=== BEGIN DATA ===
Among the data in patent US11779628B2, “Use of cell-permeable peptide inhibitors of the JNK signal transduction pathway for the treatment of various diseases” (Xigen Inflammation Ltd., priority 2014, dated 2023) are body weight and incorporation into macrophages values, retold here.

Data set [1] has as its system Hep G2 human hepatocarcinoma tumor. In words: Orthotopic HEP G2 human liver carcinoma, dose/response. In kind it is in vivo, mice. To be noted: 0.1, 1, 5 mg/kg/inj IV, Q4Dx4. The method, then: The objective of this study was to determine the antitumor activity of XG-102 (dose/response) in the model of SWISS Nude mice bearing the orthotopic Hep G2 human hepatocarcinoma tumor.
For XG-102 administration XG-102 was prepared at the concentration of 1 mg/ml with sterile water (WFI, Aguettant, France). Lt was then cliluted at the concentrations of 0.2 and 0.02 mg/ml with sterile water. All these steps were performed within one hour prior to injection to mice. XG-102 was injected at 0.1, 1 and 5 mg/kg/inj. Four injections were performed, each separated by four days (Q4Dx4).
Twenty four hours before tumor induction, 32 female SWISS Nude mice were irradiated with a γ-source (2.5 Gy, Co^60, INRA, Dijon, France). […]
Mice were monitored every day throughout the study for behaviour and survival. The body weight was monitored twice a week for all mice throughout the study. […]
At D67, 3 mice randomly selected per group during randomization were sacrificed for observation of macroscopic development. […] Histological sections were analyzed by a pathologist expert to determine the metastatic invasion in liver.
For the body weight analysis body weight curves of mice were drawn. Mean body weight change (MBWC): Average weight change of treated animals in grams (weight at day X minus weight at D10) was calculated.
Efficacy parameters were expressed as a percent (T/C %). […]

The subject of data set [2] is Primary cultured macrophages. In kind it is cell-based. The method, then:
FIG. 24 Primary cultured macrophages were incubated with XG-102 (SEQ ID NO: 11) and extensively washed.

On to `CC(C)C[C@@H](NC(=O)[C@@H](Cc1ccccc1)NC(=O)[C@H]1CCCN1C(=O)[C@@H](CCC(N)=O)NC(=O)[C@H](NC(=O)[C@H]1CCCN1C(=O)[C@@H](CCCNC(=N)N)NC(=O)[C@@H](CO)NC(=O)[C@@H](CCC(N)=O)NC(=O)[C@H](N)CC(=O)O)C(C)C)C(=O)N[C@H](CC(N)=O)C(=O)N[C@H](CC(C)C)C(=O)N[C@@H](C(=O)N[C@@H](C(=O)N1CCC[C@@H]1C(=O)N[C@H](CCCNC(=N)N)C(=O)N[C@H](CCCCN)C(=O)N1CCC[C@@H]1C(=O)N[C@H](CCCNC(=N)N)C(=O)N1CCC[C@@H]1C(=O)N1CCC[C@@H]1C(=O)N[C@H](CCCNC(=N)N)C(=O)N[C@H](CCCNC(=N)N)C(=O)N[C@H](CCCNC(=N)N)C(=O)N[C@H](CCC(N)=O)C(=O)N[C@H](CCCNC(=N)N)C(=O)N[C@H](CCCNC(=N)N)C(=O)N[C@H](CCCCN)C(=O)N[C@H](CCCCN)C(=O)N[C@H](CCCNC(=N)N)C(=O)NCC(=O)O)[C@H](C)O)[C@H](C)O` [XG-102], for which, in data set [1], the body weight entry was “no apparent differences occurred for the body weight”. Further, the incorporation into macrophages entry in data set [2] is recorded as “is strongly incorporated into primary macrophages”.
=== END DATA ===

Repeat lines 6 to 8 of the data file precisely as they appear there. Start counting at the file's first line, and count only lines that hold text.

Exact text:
At D67, 3 mice randomly selected per group during randomization were sacrificed for observation of macroscopic development. […] Histological sections were analyzed by a pathologist expert to determine the metastatic invasion in liver.
For the body weight analysis body weight curves of mice were drawn. Mean body weight change (MBWC): Average weight change of treated animals in grams (weight at day X minus weight at D10) was calculated.
Efficacy parameters were expressed as a percent (T/C %). […]